Different Takes On Absolute Truth?

None of us is all-knowing, only God is, but one thing is sure; Every person who is truly born of God will not come up with a warped interpretation because the Holy Spirit would lead the person to truth (John 16:13). This is a guarantee. Any assertion coming from a professing Christian that contradicts what Jesus Himself revealed is to be rejected. If Jesus said that the Holy Spirit will lead the believer into ALL truth, any person who asserts that the Word of God is not sufficient to defend truth does not have the Holy Spirit or is simply oblivious of the verses. I’m hoping it is the latter because the former is making the outrageous claim that man’s wisdom supplants the whole counsel of God contained in Genesis to Revelation.

“But the Helper, the Holy Spirit, whom the Father will send in My name, He will teach you all things, and bring to your remembrance all things that I said to you.”

John 14:26

There are also those who say, “There are people who believe they are led by the Spirit who are clearly out there.” True. People in cults and even the largest professing Christian denomination claim to be led by the Holy Spirit, but Scripture also tells us to “test the spirits” in 1 John 4:1-6. It doesn’t matter how much people claim they are led, their fruit will always manifest. A denomination that claims to live by the Spirit but is deeply entrenched in pagan idolatry and condoning unrighteous lifestyles clearly defy Scripture and cults defy Scripture by asserting aspects of Jesus that clearly does not line up to what is revealed. The key words are “It IS written…” and not “It is believed to have been written somewhere.”

BY THEIR FRUITS YOU WILL KNOW THEM. – We have heard this countless times, but the only thing that muddies absolute truth are people without the Spirit who claim to have the Holy Spirit in which Scripture reminds us that those who truly have the Spirit are outnumbered (Matthew 7:13-14)! As vigilant Christians, we are admonished in Romans 16:17-18 to “avoid” those who push doctrines contrary to what the Bible teaches. The same admonition is also found in Jude 23, “but others save with fear, pulling them out of the fire, hating even the garment defiled by the flesh” which stresses on how we must make sure to keep ourselves from being sucked back into sinful fleshly pursuits.

Some question about how the Bible came about, to which if the person raising the question happens to claim to be Christian, I’d ask, “Do you believe in God’s sovereignty?” There were other manuscripts that eventually did not make it in the Bible. This would be attributed to divine intervention which ties to sovereignty. You could choose to address the question but it doesn’t remove the fact that the question about how the Bible came about instantly raises another question on whether or not the person truly believes in God’s sovereignty.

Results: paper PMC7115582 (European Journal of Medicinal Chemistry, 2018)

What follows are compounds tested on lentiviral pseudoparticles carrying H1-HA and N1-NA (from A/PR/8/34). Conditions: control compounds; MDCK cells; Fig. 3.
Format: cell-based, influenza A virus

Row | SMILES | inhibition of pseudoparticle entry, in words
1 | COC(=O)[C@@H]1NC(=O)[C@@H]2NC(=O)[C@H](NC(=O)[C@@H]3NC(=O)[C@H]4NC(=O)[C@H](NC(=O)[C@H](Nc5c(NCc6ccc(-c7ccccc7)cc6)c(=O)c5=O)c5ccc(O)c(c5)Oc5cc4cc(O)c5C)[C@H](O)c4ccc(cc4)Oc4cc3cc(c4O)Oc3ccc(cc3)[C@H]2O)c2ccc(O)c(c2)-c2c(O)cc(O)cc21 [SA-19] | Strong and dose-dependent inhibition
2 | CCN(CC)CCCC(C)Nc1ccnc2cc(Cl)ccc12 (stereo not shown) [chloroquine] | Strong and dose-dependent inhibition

I have a lengthy pondering down below.

If you believe the Bible to be Absolute Truth, does it still remain absolute when people think they can come up with different interpretations when it comes to the things that are in it? If different interpretations are indeed to be accepted, does that not automatically convert the absolute to relative? We all know relative truth is NOT the truth.

Does the Bible contain absolute truth? If you claim to be a Christian and your answer is not a resounding yes, it’s time to reassess what you truly believe.

“But He answered and said, “It is written, ‘Man shall not live by bread alone, but by every word that proceeds from the mouth of God.’ ”

Matthew 4:4

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8 thoughts on “Different Takes On Absolute Truth?

  1. How the Bible came about: God inspired prophets and apostles to speak his Word and to write his Word. The result is a book that is 100% God’s Word and also 100% of human origin, much like Jesus is 100% God and 100% human. Because the Bible is of human origin, we can understand it and can study it with the tools that come from studying any literature. Because it is of divine origin, it is entirely trustworthy and true.
    How did the early Christians know which books were inspired? They had to be of apostolic origin. (Mark and Luke’s writings were accepted because of their association with Peter and with Paul, respectively.) They had to agree with what was being taught in the churches. The writings had to be known throughout the Christian world, not only in one or two congregations. We can trust the human process that assembled the Bible, confident that it was guided by God, but also seeing how careful the early Christians were not to be led astray. J.